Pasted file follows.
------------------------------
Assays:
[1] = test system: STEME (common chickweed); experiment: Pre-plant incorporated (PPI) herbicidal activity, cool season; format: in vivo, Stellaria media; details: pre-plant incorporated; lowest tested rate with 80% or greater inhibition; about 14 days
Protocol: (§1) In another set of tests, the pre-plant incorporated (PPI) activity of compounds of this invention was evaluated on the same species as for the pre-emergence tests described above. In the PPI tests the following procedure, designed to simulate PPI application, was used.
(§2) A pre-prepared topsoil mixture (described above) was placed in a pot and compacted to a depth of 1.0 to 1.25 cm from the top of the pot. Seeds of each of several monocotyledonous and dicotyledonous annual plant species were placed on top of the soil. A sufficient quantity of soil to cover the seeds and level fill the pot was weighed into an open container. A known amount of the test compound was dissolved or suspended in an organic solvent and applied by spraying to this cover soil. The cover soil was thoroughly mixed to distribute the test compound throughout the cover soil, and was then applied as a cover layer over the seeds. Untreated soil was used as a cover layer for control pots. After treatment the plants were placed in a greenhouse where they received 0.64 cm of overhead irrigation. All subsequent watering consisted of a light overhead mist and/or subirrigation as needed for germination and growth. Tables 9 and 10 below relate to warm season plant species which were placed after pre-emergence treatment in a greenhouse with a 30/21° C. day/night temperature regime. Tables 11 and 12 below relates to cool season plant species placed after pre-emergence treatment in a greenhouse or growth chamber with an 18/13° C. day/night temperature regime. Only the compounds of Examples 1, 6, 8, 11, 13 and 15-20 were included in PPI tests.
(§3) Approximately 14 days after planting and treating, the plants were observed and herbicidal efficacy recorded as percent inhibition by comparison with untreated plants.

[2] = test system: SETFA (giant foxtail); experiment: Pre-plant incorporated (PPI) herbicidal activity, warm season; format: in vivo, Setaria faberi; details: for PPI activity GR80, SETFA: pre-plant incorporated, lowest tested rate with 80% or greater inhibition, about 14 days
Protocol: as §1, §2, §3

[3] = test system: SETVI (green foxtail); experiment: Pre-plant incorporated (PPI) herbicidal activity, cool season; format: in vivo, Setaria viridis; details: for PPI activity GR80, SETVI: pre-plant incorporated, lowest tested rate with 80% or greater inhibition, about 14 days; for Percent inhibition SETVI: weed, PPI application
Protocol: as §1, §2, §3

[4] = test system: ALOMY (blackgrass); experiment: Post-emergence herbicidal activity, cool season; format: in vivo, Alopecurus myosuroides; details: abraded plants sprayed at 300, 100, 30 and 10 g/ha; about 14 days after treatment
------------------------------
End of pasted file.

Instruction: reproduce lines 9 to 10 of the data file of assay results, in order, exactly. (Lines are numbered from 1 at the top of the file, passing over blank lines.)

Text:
Protocol: as §1, §2, §3

[4] = test system: ALOMY (blackgrass); experiment: Post-emergence herbicidal activity, cool season; format: in vivo, Alopecurus myosuroides; details: abraded plants sprayed at 300, 100, 30 and 10 g/ha; about 14 days after treatment